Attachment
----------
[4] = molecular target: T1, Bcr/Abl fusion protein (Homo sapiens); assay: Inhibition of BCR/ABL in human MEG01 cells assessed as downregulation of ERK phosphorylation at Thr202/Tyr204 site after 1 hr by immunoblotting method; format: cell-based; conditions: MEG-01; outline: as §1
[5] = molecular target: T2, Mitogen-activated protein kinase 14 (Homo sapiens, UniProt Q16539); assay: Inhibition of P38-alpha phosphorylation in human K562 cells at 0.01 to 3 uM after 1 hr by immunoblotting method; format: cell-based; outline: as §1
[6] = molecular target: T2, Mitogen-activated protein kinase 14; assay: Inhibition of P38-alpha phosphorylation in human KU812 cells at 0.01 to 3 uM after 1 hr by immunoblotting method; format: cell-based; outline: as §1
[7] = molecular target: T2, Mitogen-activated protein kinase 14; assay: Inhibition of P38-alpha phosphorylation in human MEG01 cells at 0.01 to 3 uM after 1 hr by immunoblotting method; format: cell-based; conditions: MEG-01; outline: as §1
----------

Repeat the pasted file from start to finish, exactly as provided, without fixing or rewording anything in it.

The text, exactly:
[4] = molecular target: T1, Bcr/Abl fusion protein (Homo sapiens); assay: Inhibition of BCR/ABL in human MEG01 cells assessed as downregulation of ERK phosphorylation at Thr202/Tyr204 site after 1 hr by immunoblotting method; format: cell-based; conditions: MEG-01; outline: as §1
[5] = molecular target: T2, Mitogen-activated protein kinase 14 (Homo sapiens, UniProt Q16539); assay: Inhibition of P38-alpha phosphorylation in human K562 cells at 0.01 to 3 uM after 1 hr by immunoblotting method; format: cell-based; outline: as §1
[6] = molecular target: T2, Mitogen-activated protein kinase 14; assay: Inhibition of P38-alpha phosphorylation in human KU812 cells at 0.01 to 3 uM after 1 hr by immunoblotting method; format: cell-based; outline: as §1
[7] = molecular target: T2, Mitogen-activated protein kinase 14; assay: Inhibition of P38-alpha phosphorylation in human MEG01 cells at 0.01 to 3 uM after 1 hr by immunoblotting method; format: cell-based; conditions: MEG-01; outline: as §1